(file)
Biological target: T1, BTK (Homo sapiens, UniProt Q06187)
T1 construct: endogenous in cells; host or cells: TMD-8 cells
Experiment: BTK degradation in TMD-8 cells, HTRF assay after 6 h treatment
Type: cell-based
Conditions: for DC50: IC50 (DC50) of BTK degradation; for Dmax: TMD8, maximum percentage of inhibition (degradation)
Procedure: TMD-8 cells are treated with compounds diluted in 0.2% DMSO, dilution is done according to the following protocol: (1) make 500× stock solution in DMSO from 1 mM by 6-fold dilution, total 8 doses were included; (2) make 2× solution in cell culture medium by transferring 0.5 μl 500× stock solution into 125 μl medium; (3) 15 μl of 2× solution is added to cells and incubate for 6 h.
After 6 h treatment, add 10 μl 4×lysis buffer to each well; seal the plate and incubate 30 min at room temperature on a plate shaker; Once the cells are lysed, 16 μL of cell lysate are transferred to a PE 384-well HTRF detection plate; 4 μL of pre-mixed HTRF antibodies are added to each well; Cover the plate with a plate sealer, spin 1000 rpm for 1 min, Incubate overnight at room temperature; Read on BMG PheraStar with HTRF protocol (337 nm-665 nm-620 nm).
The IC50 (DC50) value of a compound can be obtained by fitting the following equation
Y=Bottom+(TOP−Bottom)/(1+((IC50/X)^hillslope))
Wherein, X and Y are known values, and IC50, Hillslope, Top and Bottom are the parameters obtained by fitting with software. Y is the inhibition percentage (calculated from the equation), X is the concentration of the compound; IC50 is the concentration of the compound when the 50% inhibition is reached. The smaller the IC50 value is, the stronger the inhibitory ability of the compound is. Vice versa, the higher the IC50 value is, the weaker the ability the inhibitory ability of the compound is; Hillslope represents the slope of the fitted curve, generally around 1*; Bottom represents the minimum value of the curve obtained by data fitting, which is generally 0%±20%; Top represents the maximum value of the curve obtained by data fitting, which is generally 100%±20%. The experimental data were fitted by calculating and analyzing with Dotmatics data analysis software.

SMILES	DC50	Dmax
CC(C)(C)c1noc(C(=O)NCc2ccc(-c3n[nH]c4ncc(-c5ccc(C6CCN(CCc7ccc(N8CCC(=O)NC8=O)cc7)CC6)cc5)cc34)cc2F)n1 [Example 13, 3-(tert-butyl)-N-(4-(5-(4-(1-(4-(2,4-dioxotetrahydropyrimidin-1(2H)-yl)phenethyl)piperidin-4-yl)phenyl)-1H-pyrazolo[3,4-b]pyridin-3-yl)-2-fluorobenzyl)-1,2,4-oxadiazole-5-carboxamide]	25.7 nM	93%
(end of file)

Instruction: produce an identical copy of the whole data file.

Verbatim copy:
Biological target: T1, BTK (Homo sapiens, UniProt Q06187)
T1 construct: endogenous in cells; host or cells: TMD-8 cells
Experiment: BTK degradation in TMD-8 cells, HTRF assay after 6 h treatment
Type: cell-based
Conditions: for DC50: IC50 (DC50) of BTK degradation; for Dmax: TMD8, maximum percentage of inhibition (degradation)
Procedure: TMD-8 cells are treated with compounds diluted in 0.2% DMSO, dilution is done according to the following protocol: (1) make 500× stock solution in DMSO from 1 mM by 6-fold dilution, total 8 doses were included; (2) make 2× solution in cell culture medium by transferring 0.5 μl 500× stock solution into 125 μl medium; (3) 15 μl of 2× solution is added to cells and incubate for 6 h.
After 6 h treatment, add 10 μl 4×lysis buffer to each well; seal the plate and incubate 30 min at room temperature on a plate shaker; Once the cells are lysed, 16 μL of cell lysate are transferred to a PE 384-well HTRF detection plate; 4 μL of pre-mixed HTRF antibodies are added to each well; Cover the plate with a plate sealer, spin 1000 rpm for 1 min, Incubate overnight at room temperature; Read on BMG PheraStar with HTRF protocol (337 nm-665 nm-620 nm).
The IC50 (DC50) value of a compound can be obtained by fitting the following equation
Y=Bottom+(TOP−Bottom)/(1+((IC50/X)^hillslope))
Wherein, X and Y are known values, and IC50, Hillslope, Top and Bottom are the parameters obtained by fitting with software. Y is the inhibition percentage (calculated from the equation), X is the concentration of the compound; IC50 is the concentration of the compound when the 50% inhibition is reached. The smaller the IC50 value is, the stronger the inhibitory ability of the compound is. Vice versa, the higher the IC50 value is, the weaker the ability the inhibitory ability of the compound is; Hillslope represents the slope of the fitted curve, generally around 1*; Bottom represents the minimum value of the curve obtained by data fitting, which is generally 0%±20%; Top represents the maximum value of the curve obtained by data fitting, which is generally 100%±20%. The experimental data were fitted by calculating and analyzing with Dotmatics data analysis software.

SMILES	DC50	Dmax
CC(C)(C)c1noc(C(=O)NCc2ccc(-c3n[nH]c4ncc(-c5ccc(C6CCN(CCc7ccc(N8CCC(=O)NC8=O)cc7)CC6)cc5)cc34)cc2F)n1 [Example 13, 3-(tert-butyl)-N-(4-(5-(4-(1-(4-(2,4-dioxotetrahydropyrimidin-1(2H)-yl)phenethyl)piperidin-4-yl)phenyl)-1H-pyrazolo[3,4-b]pyridin-3-yl)-2-fluorobenzyl)-1,2,4-oxadiazole-5-carboxamide]	25.7 nM	93%